New Hall of Fame voting rule is a mistake

A change in the voting process has diminished the chances of some players making the Hall of Fame. Getty Images

For Barry Bonds, Roger Clemens and Mark McGwire, the chances for Hall of Fame induction through the vote of the writers appears to be all but eliminated, given the implications of the rule change announced Saturday. Maybe you agree with that, maybe you disagree.

But the chances for some players who haven’t been linked in any way to performance-enhancing drugs, like Tim Raines, will also be hurt, which is flat-out ridiculous.

Under the terms of the new rules, players will now appear on the Hall of Fame ballot for 10 years, rather than 15, a switch that also accelerates the time frame in which the issue of past PED use can marinate in the minds of voters.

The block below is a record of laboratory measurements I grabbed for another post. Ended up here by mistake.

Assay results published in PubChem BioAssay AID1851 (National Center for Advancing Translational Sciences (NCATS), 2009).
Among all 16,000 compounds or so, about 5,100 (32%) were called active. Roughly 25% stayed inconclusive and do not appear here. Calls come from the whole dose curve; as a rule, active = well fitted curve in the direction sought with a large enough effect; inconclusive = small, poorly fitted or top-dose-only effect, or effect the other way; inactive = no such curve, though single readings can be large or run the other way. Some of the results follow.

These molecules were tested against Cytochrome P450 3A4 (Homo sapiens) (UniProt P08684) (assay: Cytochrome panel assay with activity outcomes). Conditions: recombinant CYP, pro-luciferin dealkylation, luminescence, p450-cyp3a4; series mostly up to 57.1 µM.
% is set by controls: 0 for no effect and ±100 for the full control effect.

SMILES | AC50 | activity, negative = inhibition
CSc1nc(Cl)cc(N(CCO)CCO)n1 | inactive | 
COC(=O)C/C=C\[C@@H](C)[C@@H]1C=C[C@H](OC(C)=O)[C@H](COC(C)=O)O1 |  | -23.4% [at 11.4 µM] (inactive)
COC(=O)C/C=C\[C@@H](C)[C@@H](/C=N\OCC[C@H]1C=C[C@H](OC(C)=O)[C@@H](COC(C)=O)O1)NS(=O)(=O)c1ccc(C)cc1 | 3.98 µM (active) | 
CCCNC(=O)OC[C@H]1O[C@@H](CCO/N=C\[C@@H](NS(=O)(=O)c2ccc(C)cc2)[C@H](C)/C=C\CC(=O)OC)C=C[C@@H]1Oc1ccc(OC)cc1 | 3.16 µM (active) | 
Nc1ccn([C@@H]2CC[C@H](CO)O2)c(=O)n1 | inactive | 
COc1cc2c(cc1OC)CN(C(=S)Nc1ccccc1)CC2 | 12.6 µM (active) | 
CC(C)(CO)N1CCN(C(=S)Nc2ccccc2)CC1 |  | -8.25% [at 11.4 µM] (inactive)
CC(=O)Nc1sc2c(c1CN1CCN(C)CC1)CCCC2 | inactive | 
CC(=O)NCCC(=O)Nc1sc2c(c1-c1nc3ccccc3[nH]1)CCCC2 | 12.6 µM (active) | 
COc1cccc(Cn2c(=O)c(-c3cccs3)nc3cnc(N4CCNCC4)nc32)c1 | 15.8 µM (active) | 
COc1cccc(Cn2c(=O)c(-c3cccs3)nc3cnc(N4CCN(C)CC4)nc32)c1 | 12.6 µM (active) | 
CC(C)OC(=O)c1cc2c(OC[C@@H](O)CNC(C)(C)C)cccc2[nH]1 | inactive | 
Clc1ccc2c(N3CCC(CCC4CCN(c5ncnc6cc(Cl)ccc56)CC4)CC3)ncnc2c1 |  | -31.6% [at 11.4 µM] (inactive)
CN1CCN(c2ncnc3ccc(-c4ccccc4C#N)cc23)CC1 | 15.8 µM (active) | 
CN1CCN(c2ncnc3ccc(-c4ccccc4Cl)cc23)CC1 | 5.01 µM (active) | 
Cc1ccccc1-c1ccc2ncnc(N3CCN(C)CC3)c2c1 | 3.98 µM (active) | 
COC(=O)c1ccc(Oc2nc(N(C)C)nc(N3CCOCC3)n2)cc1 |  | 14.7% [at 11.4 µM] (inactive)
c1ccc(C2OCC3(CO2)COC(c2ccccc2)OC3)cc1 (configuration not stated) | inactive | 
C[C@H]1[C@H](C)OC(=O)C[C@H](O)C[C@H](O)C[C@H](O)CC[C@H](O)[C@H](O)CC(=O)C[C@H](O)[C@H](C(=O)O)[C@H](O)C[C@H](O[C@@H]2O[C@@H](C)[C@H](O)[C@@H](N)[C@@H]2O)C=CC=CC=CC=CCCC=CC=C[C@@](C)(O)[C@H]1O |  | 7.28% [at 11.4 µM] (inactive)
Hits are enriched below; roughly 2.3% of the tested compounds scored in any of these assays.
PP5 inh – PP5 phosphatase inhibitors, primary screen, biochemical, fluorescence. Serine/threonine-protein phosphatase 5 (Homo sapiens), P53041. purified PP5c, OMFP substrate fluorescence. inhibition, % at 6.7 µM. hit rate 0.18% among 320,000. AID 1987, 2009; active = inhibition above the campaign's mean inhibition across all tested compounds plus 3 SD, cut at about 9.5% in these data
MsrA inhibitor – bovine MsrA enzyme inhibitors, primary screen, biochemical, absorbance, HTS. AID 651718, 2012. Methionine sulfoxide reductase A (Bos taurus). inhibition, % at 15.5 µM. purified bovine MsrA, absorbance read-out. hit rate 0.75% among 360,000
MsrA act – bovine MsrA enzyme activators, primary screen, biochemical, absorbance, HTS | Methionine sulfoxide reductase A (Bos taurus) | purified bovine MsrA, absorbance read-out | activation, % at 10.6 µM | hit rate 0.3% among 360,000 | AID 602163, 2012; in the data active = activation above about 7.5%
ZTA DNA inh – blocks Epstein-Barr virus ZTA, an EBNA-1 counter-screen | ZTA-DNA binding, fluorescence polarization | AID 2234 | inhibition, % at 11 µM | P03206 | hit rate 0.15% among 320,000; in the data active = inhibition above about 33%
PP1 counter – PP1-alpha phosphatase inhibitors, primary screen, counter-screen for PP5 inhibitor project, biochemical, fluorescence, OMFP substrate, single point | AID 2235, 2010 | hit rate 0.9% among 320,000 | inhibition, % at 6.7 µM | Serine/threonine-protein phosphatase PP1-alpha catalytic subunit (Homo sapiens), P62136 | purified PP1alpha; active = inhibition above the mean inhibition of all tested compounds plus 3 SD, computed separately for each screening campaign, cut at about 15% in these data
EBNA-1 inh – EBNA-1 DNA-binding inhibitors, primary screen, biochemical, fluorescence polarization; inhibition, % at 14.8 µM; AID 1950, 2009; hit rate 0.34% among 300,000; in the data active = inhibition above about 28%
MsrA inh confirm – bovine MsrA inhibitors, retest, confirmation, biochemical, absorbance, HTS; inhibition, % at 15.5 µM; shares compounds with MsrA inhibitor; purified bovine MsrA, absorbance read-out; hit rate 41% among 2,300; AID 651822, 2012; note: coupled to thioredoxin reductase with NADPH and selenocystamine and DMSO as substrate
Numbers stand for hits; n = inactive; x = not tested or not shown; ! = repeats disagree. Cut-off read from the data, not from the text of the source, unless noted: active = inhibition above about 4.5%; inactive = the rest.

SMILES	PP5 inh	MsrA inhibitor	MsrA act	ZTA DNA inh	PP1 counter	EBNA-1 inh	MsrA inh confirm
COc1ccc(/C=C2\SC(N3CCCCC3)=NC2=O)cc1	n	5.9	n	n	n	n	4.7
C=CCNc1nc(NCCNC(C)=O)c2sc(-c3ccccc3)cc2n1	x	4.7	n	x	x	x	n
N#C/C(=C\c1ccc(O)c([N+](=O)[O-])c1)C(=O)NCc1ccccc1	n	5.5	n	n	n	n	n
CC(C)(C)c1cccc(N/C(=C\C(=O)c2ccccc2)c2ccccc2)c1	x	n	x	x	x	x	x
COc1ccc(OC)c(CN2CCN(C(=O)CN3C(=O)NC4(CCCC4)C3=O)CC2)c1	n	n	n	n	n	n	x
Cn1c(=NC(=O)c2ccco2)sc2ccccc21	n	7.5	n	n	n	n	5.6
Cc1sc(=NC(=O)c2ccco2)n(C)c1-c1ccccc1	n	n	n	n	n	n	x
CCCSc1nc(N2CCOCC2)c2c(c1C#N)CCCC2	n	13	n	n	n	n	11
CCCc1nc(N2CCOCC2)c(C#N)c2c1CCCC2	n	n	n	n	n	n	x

To date, a clear majority of the BBWAA members have determined that they will withhold their votes for players based on either an established or suspected link to performance-enhancing drugs. Last year, for example, Bonds received 34.7 percent of the vote, after receiving 36.2 percent in his first year. Jeff Bagwell -- a player with overwhelming statistical credentials for the Hall -- has never been linked to PEDs in any substantive way, other than suspicion, and he hasn’t received more than 59.6 percent of the vote.